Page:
India is pushing for more fuel-fuel production from sugar

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India is pushing for more fuel-fuel production from sugar

- India is pushing for more cars to run on ethanol made from sugar, a move which risks raising the cost of the sweetener globally.

The government will quickly-track an ethanol program that will contribute as much as 6 million tons of sugar annually to fuel production by 2025, according to the food ministry. That's almost the entire amount that India, the world's second largest producer after Brazil, exports currently to the global market.

Prime Minister Narendra Modi advanced a target in June for blending 20% ethanol in gasoline to 2025, five years later than planned. It will reduce air pollution, cut India's oil import bills and increase investment in rural areas.

This move may be the biggest change in years for the sugar industry and could drive a bull market, according to Czapp, Czarnikow's new portal for Agri-food Analysis. Prices have soared to the highest since 2017 amid a supply crunch, partly due to wild weather in Brazil. A further surge will add to food inflation risks, with global food costs already near a decade high.

It's 'good news for the world if India takes sugar to produce more ethanol as it will reduce global surplus, said Rahil Shaikh, the managing director of Meir Commodities India Pvt, a trading company. 'But eventually if there is higher demand, some countries including India will have to expand their cane acreage.

To meet its 2025 target, India will have to almost triple ethanol production to about 10 billion liters a year, according to the country's oil secretary Tarun Kapoor. This would require $75 billion of investment, and the challenge would be to create the kind of capacity that is needed in a span of three to four years.

The government is offering financial support to sugar mills to set up or expand distilleries. Companies including Balrampur Chini Mills Ltd. will stop producing sugar in some mills and instead it will start processing cane juice to make ethanol.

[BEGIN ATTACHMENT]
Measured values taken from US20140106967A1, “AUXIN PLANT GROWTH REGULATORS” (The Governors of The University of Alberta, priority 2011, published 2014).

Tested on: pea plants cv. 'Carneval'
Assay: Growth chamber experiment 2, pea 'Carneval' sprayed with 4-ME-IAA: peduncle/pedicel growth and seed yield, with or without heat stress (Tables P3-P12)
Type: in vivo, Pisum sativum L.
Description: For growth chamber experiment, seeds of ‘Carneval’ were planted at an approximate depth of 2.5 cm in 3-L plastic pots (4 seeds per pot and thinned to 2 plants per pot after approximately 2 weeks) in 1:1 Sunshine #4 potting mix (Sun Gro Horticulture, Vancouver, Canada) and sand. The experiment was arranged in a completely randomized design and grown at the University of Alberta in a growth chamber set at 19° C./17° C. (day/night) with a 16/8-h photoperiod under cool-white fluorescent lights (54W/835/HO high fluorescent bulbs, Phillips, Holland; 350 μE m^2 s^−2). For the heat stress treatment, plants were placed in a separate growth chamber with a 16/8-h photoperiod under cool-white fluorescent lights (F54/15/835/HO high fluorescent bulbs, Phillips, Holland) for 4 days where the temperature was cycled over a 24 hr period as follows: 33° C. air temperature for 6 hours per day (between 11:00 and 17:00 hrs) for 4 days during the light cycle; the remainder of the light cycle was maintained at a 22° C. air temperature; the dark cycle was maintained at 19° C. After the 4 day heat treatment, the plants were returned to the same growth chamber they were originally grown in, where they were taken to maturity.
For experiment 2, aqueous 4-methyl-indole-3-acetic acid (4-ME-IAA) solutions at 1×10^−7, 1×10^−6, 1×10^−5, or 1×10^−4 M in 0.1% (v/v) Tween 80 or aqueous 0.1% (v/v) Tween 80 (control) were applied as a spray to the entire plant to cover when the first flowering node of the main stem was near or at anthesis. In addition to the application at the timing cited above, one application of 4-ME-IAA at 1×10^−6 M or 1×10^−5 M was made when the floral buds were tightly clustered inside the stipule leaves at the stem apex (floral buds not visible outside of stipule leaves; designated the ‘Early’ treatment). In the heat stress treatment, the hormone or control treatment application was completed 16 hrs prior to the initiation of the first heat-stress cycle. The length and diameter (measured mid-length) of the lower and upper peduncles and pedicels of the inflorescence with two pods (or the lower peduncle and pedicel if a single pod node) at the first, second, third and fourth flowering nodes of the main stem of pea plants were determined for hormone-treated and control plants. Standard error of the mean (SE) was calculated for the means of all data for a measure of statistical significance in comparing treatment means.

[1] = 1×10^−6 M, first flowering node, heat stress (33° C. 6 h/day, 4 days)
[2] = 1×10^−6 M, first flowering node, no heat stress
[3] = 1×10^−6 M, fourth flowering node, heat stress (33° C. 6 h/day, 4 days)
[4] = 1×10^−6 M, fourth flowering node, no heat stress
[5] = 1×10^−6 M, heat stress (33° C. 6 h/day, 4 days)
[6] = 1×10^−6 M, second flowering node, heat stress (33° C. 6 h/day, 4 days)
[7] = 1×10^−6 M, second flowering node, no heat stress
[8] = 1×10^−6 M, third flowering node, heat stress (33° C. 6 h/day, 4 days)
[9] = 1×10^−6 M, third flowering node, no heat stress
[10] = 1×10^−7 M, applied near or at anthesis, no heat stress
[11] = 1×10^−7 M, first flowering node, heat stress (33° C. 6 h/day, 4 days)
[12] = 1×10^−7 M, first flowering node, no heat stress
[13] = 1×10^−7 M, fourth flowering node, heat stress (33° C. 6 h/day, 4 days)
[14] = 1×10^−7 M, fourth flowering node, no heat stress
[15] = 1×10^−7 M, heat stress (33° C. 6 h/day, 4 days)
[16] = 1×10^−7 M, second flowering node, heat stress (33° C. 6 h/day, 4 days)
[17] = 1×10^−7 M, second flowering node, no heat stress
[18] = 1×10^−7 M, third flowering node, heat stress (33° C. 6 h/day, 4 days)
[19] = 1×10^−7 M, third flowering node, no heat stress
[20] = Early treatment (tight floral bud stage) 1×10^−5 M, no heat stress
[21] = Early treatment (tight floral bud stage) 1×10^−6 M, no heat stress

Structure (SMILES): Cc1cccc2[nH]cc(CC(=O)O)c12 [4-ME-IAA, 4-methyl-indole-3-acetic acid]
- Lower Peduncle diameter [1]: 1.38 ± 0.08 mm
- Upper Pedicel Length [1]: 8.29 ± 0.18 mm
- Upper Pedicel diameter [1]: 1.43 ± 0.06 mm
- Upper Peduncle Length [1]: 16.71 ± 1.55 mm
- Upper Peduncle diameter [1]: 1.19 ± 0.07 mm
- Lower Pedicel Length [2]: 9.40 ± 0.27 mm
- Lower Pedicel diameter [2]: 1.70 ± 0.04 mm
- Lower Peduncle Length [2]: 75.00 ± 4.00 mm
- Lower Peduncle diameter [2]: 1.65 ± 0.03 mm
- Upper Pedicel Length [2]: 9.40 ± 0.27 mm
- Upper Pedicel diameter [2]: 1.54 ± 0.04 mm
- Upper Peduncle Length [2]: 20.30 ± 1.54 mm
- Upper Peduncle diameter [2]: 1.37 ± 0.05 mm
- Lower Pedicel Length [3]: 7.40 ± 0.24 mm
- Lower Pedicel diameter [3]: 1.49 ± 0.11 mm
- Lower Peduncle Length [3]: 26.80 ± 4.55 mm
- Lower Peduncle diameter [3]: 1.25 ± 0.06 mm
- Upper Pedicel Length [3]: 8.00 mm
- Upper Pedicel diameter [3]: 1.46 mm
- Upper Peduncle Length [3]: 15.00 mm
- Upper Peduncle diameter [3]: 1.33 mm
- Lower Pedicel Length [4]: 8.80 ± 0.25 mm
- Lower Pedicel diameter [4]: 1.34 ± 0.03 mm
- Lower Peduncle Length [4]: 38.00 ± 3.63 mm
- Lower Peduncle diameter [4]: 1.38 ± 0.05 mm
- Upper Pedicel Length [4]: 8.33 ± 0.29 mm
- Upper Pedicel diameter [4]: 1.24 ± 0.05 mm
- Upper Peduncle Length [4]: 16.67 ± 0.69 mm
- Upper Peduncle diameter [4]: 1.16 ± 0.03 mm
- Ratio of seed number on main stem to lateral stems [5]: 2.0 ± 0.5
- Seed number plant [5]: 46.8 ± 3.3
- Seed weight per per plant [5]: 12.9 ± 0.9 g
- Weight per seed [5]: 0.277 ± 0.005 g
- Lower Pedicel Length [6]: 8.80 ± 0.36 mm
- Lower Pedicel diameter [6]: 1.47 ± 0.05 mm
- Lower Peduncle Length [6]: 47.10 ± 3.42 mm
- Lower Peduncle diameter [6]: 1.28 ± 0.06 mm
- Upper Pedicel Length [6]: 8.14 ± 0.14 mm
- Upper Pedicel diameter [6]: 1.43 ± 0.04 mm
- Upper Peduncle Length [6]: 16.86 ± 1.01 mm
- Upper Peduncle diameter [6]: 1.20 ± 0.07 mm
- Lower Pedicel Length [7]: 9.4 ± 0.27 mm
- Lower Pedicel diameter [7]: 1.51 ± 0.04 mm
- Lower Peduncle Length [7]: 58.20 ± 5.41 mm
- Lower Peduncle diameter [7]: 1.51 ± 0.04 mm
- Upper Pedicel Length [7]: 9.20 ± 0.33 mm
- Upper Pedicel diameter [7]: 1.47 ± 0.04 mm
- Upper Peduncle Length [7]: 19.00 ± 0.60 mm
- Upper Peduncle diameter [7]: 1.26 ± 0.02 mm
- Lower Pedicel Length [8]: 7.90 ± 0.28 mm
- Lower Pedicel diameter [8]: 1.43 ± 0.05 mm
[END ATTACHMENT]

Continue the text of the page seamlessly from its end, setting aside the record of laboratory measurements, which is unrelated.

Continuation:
Brazil pursuing a similar strategy to India, which has promoted sugarcane-based ethanol for more than 40 years to ease its sugar glut, curb dependency on oil imports and increase energy security. Today Brazil owns the largest fleet of flex-fuel vehicles that can run on any fuel mix (Ethanol and Gasoline).

Also India will allow the production of ethanol-based flex engines, Media Trust of India reported. Higher use of biofuels in transport can ease India's economic burden from rising crude prices and help third largest oil importer save $4 billion annually, according to government estimates.

'They will kill two birds with one stone, said Michael McDougall, the New York-based marketing manager of Paragon Global Markets. 'It is a step in the right direction.

The move will also cut India's sugar export subsidies by about $500 million. The government helps cash-strapped mills to boost shipments as a way to lower local prices and increase the competitiveness of exports. Rivals including Brazil and Australia have complained about subsidies to the World Trade Organization.

This year India will export a record amount of sugar with the help of subsidies. Volumes are projected at 6.5 million tons.

The surplus will be small after 2025 and the need to export will not remain at such high levels, said Abinash Verma, Director General of the Indian Sugar Mills Association. Depending on domestic and global prices, there may still be small quantities of exports, he said, declining to give a forecast.